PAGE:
Act restriction better late than never

By Baxter Black: QCS columnist

That huge gasp, clutching at the chest, and cracking of a big smile that was heard across the US of A this fall was farmers and ranchers reading the headline, “U.S. House of Representatives Pass Bill to Restrict Endangered Species Act!”
Even though we know the Senate may not sign on, it’s a step in the right direction. For some of us it is too late. It’s a little bit like wanting a bicycle when you were 10 years old and now, 30 years later, it’s under the Christmas tree, but it’s not the same.

What offended most was the injustice of the law and then its blatant misuse by the Antis to inflict economic injury on those they seek to destroy. Because of the strictness of the law, its politically correct intentions and our subsequent unimagined technology, judges seemed impotent to inject common sense or moderation into their decisions.

The change in the Act does not limit the frivolous lawsuits and endless obstructive tactics of the Antis but it now would require livestock and property owners to be compensated if their production was affected. There is a two-edged sword to the new law if passed: Developers wishing to convert desert, farm ground or mountain valleys into condos, trailer parks or gated communities will also benefit.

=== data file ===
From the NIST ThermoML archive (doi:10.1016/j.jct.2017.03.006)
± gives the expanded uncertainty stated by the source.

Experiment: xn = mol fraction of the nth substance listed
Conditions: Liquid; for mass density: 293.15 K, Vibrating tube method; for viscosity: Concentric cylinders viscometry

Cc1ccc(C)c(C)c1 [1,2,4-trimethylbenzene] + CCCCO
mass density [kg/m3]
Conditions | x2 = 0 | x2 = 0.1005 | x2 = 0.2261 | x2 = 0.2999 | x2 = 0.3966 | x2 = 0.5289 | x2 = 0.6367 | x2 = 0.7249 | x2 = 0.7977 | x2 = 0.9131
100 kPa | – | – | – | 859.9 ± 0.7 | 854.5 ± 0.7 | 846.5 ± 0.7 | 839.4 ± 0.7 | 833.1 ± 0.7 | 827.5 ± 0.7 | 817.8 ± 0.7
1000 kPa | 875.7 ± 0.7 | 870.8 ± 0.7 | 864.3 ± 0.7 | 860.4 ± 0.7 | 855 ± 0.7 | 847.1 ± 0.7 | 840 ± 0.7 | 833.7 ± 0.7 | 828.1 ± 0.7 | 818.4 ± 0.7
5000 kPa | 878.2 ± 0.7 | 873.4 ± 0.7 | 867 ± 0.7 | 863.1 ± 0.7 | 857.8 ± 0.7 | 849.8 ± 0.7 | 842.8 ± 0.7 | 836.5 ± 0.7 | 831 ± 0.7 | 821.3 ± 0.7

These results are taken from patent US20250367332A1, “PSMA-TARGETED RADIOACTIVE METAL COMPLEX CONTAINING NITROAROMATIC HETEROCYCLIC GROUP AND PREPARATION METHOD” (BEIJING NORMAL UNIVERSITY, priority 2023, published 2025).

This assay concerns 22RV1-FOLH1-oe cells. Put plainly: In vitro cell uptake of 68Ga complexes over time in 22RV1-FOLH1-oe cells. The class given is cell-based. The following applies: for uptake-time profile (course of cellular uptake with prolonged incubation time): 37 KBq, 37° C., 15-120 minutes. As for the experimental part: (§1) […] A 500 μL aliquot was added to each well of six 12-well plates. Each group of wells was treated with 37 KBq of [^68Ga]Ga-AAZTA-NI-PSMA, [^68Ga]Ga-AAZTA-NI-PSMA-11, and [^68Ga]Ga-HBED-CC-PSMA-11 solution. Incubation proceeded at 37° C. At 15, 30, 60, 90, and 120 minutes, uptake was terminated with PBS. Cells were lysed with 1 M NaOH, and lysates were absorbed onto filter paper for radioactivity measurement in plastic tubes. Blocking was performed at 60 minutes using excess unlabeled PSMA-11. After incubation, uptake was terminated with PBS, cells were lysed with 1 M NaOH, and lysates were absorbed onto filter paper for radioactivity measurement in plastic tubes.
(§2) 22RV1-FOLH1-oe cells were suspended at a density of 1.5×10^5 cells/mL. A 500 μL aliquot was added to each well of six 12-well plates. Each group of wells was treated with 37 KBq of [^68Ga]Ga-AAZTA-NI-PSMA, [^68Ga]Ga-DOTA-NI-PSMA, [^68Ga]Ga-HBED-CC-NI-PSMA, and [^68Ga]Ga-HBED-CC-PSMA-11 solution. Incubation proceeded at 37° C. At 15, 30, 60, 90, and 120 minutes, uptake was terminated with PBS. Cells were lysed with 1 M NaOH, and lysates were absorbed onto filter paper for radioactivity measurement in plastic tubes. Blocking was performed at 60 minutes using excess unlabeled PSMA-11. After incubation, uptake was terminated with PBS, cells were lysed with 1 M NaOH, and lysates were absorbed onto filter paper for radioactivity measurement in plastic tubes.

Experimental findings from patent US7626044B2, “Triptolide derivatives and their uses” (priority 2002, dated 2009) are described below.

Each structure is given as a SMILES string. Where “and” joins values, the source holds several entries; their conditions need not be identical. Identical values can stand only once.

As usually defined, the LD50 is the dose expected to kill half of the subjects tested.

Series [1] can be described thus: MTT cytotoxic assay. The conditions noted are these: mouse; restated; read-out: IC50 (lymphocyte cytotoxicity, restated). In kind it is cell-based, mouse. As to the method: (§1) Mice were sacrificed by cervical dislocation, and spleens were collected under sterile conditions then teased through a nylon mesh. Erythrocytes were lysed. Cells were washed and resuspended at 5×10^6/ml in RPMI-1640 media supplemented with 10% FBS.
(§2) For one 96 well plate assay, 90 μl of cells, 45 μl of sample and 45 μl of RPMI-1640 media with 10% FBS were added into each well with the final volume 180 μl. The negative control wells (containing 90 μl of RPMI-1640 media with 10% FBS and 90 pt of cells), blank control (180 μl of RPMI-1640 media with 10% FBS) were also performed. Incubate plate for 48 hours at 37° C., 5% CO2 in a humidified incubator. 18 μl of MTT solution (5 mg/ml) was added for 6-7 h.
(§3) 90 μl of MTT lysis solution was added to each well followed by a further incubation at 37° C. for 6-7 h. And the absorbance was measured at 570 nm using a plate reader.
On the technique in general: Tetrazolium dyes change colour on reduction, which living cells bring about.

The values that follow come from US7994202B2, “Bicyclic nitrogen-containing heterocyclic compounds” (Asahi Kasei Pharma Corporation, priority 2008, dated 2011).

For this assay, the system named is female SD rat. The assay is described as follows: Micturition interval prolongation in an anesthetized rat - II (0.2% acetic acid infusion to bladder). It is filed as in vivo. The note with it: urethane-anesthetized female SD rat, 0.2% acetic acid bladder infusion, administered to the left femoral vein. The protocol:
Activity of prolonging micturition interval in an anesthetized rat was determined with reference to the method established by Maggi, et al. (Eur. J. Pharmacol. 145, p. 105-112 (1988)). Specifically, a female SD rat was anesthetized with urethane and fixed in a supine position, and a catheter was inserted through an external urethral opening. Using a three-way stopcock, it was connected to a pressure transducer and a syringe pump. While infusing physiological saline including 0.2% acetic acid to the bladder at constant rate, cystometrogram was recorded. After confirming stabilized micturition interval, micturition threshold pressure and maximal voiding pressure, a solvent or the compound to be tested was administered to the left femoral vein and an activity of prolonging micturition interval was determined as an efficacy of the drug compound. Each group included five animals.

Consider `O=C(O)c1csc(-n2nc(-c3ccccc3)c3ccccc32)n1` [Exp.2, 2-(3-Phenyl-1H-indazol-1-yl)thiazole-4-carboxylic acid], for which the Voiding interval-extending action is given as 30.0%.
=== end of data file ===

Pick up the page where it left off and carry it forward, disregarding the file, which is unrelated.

Any developer wishing to speculate in a piece of ground is required to fight his way through a blizzard of environmental regulations and can be stopped in their tracks by a spotted owl, Tasmanian tansy wort or short-nosed sucker. The revised law would make it easier for them to build.

When I called it a two-edged sword, I meant the most active ranchers in Missoula or corn farmers in Fort Dodge or citrus growers in Orlando look with a heavy heart at the encroachment of suburbia. Now, farmland prices are at record highs, a lot of retiring farmers can sell out and it’s the developers who are paying the millions!

However, we who run cows or work the land can’t have it both ways. So, I’m philosophical about it. The developers are coming no matter what — just like Wal-Mart. It is the inexorable roll of civilization.

However, the new bill will bring us relief and great joy not to be the whipping boy for well-intentioned but unjust laws that fell into the hands of the sheriff of Nottingham. It was like arming orangutans and turning them loose in a Farm Bureau meeting. A lot of people got hurt.
Thanks, House of Representatives. You give us hope.